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Using HuggingFace Transformers

HF Transformers #

HuggingFace (🤗) Transformers is a library that enables to easily download the state-of-the-art pretrained models. It is also possible to create and train a model from scratch, after modifying the structure of existing models. Although the library starts from transformer based language models, it became a general community hub and includes other models such as convolution based Resnet.

It can easily be installed via pip 1:

pip install transformers

Most code is borrowed from HuggingFace transformers example codes.

Using Library #

In this post, I introduce how to create 1. language models, and 2. image classification model (resnet). But HF Transformers is not limited to those models but also supports audio classification and multimodal (image captioning or document visual question answering).

For the entire post, I use AutoClasses for easier implementation. The entire examples are implemented in Python using PyTorch.

All model construction starts from instantiating a model configuration, which specifies the model structure (e.g., the number of layers, the number of attentions, etc). AutoConfig is used for this purpose; it automatically downloads well-known model configurations from the HF model hub.

It also supports to load local files by getting os.PathLike type of argument, this post only covers downloading the model from the hub by specifying its name. As it automatically downloads the configs and models and caches them into the local filesystem, we don’t have to manually download and manage them. The first config for gpt2-xl downloads a configuration for this model, while the second one downloads this model.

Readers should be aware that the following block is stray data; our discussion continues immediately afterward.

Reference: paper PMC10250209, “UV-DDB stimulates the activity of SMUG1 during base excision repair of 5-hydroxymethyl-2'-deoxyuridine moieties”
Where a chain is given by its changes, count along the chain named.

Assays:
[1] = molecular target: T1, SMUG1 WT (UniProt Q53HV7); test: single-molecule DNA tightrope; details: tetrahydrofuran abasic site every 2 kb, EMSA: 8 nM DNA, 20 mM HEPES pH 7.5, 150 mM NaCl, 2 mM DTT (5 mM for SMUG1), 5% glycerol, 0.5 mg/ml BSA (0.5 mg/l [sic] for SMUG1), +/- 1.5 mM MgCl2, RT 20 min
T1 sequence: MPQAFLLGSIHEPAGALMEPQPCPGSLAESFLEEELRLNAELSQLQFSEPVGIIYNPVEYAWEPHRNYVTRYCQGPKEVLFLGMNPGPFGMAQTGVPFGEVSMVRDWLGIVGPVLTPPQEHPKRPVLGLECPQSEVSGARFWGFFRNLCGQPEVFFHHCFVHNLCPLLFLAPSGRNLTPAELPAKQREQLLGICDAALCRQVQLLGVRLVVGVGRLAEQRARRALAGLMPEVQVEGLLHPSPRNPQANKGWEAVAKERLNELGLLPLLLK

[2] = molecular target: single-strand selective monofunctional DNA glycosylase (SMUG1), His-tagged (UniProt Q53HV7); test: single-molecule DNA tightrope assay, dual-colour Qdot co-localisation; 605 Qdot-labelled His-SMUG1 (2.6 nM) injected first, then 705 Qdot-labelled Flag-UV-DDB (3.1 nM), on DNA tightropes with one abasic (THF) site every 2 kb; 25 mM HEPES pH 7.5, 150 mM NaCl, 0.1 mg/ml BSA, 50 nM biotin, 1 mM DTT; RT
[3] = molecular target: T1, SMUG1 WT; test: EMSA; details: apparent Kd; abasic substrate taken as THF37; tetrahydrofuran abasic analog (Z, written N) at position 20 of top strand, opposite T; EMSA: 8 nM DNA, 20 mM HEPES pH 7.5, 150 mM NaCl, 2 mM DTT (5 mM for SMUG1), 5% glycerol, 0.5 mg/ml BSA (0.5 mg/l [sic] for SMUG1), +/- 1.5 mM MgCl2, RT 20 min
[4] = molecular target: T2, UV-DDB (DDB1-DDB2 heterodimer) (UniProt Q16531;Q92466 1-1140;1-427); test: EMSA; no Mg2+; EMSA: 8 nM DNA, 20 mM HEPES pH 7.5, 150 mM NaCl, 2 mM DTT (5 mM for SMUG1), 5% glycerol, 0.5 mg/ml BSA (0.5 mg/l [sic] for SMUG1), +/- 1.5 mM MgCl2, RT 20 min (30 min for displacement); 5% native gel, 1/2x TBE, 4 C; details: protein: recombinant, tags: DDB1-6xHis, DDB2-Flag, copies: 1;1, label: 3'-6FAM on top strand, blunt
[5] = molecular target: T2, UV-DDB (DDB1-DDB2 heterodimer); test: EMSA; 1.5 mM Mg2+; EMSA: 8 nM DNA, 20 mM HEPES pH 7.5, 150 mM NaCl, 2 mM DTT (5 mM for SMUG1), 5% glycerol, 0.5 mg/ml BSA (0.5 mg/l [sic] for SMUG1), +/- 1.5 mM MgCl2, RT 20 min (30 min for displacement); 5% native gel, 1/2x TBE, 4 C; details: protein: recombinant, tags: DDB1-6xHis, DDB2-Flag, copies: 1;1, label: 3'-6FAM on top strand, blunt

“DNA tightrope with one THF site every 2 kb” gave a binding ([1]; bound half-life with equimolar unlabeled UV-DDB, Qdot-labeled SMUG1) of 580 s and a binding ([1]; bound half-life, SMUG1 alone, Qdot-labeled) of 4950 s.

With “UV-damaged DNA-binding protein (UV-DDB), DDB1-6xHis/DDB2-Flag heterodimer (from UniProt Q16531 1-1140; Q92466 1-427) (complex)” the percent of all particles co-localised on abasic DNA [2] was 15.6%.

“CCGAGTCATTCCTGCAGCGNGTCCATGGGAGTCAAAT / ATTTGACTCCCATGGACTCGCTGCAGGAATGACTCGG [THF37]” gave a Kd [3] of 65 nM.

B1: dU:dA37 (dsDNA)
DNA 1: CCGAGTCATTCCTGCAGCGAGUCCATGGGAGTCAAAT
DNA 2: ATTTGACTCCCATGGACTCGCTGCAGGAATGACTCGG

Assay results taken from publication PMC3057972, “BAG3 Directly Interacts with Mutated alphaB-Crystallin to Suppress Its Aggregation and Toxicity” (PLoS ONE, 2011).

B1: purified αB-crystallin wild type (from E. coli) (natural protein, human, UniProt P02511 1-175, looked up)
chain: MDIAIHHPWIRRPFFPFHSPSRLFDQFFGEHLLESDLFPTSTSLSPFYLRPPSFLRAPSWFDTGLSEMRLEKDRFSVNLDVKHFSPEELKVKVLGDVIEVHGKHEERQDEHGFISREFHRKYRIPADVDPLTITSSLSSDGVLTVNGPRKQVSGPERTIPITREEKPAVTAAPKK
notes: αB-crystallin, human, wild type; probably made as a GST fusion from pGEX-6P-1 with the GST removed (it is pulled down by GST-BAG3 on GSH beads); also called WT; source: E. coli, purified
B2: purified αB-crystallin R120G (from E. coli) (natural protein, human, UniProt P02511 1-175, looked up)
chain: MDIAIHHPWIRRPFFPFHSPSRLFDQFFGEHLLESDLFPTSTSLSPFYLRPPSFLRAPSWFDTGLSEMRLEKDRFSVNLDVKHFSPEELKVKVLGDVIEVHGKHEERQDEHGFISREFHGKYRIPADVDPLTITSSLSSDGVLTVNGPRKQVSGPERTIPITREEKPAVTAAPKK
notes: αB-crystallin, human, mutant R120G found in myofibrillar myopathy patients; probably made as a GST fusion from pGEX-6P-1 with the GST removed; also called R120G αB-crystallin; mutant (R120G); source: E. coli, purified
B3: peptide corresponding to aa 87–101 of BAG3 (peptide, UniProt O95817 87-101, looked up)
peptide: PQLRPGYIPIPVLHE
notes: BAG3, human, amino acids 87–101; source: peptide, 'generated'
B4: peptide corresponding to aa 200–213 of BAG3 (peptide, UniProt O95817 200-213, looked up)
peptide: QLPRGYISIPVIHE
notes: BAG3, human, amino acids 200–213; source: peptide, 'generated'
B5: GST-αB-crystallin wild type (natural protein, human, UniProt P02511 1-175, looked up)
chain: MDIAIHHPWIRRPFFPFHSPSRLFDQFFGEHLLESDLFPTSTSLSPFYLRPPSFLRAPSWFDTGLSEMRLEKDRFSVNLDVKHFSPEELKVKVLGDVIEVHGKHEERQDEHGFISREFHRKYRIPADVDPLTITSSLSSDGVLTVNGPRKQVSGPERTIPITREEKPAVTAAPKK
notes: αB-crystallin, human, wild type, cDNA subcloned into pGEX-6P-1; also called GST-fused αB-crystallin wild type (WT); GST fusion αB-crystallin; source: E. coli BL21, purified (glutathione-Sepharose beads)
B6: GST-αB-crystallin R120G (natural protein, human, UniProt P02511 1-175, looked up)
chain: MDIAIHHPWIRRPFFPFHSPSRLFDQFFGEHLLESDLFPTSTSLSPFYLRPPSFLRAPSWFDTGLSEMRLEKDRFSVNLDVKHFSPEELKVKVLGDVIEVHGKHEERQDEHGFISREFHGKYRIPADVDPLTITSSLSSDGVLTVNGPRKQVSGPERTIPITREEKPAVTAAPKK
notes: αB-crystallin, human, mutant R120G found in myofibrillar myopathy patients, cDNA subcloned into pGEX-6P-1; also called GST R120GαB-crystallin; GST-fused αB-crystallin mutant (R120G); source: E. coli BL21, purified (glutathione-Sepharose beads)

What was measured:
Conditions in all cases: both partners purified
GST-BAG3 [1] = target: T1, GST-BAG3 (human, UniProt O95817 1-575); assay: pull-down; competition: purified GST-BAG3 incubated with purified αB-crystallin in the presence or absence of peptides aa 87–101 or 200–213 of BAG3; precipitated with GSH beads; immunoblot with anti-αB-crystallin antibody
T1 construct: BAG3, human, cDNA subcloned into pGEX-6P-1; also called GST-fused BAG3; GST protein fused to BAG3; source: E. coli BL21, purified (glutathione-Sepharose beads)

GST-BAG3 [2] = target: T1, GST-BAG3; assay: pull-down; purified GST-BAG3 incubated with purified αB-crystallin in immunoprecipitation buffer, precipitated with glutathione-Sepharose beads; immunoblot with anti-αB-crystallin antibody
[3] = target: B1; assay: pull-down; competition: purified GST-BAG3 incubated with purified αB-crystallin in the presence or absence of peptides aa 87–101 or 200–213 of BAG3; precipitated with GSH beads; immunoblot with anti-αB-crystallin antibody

from transformers import AutoConfig

config_gpt2   = AutoConfig.from_pretrained("gpt2-xl")
config_resnet = AutoConfig.from_pretrained("microsoft/resnet-152")

config_gpt2 and config_resnet has different class type:

transformers.models.gpt2.configuration_gpt2.GPT2Config       # config_gpt2
transformers.models.resnet.configuration_resnet.ResNetConfig # config_resnset

Both GPT2Config and ResNetConfig are subclasses of PretrainedConfig, a base class of all Config classes.

Natural Language Processing #

Instatiating a model #

GPT, BERT, and T5 are very famous examples of natural language processing.

There are three types of natural language processing models in HF transformers: CausalLM, MaskedLM, and Seq2SeqLM. HF has two pages to explain causalLM and maskedLM, but have no idea what Seq2seqLM is.

For GPT2, there are two APIs to instantiate a model: AutoModelForPreTraining, and AutoModelForCausalLM:

Use AutoModel if you do not intend to pretrain the model. The result does not include any pretraining head. For GPT-2, the type of model is GPT2Model, instead of GPT2LMHeadModel.

Use .from_pretrained() API to get pretrained parameters as well.